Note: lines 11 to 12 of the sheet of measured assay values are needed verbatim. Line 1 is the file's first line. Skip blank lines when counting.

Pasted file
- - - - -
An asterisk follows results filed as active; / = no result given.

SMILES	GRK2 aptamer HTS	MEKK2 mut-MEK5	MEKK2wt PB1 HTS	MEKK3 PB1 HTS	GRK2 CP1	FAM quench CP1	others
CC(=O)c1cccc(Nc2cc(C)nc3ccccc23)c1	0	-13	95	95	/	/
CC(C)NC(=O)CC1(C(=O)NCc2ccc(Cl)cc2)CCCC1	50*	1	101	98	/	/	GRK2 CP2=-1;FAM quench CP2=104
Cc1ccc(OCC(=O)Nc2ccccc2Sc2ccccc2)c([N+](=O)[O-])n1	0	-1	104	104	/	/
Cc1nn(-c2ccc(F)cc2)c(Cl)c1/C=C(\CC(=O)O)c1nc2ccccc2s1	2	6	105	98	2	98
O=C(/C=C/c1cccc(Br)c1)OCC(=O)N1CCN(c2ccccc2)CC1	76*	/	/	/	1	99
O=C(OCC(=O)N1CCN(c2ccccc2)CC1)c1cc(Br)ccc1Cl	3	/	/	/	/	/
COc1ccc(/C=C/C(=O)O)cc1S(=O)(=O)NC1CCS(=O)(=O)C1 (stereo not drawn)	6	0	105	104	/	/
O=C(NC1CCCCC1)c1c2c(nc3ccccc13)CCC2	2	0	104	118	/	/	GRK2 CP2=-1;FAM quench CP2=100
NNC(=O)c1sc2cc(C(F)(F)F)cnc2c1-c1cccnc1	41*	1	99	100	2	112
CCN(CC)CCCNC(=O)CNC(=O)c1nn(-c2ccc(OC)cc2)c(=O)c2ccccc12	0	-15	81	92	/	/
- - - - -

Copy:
NNC(=O)c1sc2cc(C(F)(F)F)cnc2c1-c1cccnc1	41*	1	99	100	2	112
CCN(CC)CCCNC(=O)CNC(=O)c1nn(-c2ccc(OC)cc2)c(=O)c2ccccc12	0	-15	81	92	/	/